Should You Use GitOps?
This is the first post of a blog series on the GitOps methodology and how to implement it.
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The last decade of programming has seen a number of revolutionary transformations. One has arisen from a monolithic application to a cloud-based microservices running in containers. Another one has come from a set of practices around the DevOps methodology to align development and operation teams into a shared work process. And it’s not finished, introduced in 2017 by Weaveworks, the GitOps methodology is becoming the new standard to move faster in production in a reliable/secure way while continuing to bring teams to work closer.
What Is GitOps?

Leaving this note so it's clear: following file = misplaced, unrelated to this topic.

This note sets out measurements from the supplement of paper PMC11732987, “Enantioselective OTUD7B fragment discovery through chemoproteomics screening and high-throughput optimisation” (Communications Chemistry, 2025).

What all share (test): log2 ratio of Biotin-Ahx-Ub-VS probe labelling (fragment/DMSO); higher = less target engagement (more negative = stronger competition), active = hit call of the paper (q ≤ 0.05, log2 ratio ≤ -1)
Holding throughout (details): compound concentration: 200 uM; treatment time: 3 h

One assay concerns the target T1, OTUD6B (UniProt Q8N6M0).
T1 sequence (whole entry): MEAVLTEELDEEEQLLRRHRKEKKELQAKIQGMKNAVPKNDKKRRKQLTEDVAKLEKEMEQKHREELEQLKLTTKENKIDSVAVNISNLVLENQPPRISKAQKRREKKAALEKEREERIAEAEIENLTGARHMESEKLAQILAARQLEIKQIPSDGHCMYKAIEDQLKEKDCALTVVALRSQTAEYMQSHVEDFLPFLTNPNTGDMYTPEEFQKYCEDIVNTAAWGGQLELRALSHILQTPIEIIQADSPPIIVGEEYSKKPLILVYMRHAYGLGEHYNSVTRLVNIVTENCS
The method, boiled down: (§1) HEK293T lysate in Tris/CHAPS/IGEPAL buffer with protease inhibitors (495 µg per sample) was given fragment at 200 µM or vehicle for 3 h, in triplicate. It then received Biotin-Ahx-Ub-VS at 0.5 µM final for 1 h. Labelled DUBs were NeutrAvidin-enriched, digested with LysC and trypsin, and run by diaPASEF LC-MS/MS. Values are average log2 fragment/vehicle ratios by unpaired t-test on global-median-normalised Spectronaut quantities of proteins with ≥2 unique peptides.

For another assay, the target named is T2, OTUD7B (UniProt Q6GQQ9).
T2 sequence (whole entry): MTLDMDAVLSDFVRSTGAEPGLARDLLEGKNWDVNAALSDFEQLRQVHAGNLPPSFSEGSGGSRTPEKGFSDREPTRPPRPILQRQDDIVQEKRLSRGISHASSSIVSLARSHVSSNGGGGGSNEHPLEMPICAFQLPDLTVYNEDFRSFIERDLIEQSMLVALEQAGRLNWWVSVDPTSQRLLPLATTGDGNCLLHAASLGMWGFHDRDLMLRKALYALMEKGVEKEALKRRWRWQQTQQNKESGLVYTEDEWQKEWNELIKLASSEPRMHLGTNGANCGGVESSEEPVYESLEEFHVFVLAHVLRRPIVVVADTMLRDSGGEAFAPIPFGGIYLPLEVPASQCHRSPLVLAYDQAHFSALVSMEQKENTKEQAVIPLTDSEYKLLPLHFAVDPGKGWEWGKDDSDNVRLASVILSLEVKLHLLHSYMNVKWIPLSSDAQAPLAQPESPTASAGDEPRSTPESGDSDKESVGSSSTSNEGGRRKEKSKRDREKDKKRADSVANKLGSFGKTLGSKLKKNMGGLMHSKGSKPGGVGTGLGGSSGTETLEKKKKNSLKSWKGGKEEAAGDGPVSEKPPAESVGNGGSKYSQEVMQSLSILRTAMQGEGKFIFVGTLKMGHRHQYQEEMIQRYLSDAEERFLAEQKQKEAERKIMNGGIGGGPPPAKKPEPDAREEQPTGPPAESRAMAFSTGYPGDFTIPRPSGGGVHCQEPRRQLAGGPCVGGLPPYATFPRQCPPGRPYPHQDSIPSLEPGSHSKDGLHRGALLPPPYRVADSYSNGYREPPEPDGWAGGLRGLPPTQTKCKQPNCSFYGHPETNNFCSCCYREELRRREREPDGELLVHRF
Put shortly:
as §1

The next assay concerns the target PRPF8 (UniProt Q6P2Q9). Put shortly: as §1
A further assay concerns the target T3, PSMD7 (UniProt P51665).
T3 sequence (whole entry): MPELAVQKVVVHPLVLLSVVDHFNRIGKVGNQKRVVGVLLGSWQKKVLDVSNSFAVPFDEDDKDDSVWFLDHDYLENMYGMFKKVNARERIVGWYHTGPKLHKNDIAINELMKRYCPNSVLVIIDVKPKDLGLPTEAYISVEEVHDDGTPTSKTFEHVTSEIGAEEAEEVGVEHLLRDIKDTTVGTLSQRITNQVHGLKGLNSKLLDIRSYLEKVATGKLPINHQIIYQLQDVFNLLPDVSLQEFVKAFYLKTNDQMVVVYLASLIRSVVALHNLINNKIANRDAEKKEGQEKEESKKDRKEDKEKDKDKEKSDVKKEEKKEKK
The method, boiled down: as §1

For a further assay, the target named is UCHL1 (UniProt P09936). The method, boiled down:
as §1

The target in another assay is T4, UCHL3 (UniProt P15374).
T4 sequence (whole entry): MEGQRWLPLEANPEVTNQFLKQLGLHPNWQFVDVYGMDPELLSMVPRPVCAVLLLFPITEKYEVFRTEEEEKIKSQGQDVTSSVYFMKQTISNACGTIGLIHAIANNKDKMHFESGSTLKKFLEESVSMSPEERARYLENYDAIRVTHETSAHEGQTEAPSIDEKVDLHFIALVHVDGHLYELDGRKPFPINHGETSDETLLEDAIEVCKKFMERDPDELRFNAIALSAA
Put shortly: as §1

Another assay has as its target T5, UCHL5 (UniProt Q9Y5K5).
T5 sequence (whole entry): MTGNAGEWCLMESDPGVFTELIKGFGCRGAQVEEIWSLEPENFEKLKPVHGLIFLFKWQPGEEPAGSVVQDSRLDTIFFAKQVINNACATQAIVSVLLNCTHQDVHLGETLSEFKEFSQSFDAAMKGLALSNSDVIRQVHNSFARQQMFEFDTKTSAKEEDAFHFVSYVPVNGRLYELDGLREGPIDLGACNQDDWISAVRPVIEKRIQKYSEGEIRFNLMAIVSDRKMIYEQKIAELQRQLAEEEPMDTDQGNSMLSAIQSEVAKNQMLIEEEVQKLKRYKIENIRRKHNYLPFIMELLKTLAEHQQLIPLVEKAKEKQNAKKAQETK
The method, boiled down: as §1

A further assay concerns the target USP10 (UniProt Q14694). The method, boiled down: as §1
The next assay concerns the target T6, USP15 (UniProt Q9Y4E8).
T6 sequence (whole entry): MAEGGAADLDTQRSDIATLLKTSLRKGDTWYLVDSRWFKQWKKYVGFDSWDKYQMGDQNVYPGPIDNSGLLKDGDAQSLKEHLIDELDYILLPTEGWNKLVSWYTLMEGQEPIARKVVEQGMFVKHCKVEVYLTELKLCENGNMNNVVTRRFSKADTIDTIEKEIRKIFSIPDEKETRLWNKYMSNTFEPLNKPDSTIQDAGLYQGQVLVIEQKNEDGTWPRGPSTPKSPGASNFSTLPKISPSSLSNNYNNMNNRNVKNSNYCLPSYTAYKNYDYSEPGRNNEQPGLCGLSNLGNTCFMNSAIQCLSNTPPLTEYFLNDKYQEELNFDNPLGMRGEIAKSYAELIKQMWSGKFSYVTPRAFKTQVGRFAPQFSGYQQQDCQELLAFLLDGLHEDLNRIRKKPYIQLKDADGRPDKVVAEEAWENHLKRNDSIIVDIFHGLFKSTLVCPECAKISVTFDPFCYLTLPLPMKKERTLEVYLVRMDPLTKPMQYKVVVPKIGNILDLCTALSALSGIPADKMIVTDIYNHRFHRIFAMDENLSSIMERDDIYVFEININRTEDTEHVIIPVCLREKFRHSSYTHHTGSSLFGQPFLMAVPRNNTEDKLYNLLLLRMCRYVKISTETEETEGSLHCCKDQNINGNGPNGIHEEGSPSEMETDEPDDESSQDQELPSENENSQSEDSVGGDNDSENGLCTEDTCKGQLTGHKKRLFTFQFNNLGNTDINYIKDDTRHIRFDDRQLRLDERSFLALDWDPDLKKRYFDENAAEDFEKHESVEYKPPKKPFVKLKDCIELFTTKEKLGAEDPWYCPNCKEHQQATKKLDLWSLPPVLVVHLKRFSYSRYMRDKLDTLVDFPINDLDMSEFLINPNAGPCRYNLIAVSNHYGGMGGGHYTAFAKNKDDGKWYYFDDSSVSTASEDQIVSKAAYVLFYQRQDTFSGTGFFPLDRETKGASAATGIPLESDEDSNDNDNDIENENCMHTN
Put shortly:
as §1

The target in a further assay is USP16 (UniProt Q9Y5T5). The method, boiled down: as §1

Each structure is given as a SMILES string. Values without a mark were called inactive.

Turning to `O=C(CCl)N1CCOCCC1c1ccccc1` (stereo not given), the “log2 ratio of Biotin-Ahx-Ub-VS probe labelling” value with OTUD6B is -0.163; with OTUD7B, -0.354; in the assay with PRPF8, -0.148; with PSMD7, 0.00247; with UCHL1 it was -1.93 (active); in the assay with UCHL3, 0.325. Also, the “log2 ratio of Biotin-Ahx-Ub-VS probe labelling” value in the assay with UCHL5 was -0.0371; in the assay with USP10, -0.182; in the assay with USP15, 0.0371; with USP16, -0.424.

GitOps is another methodology of work that aims to optimize the time/effort between the developers and the operation team members. The main component of the GitOps methodology is obviously Git, a versioning source control tool acting as a single source of truth for declarative infrastructure and application configurations.
Git is not the only part of the ecosystem. The methodology relies on a combination of tools ensuring the current state of your infrastructure/applications converges towards the desired state declared in Git. With a version control system at the center of the delivery pipelines, developers can submit pull requests to accelerate and simplify application deployments as well as operation tasks. The modification of the infrastructure is therefore made easier for everyone to understand the impact of each update as everything is centralized in one place.
To sum up, the GitOps methodology can be represented by:
The main idea behind GitOps is Infrastructure as Code. This means using code to create and configure each piece of the infrastructure (networking, virtual hosts, security policies, etc) and store all the config files within a version control system, with automated processes, to make the desired state match the current state.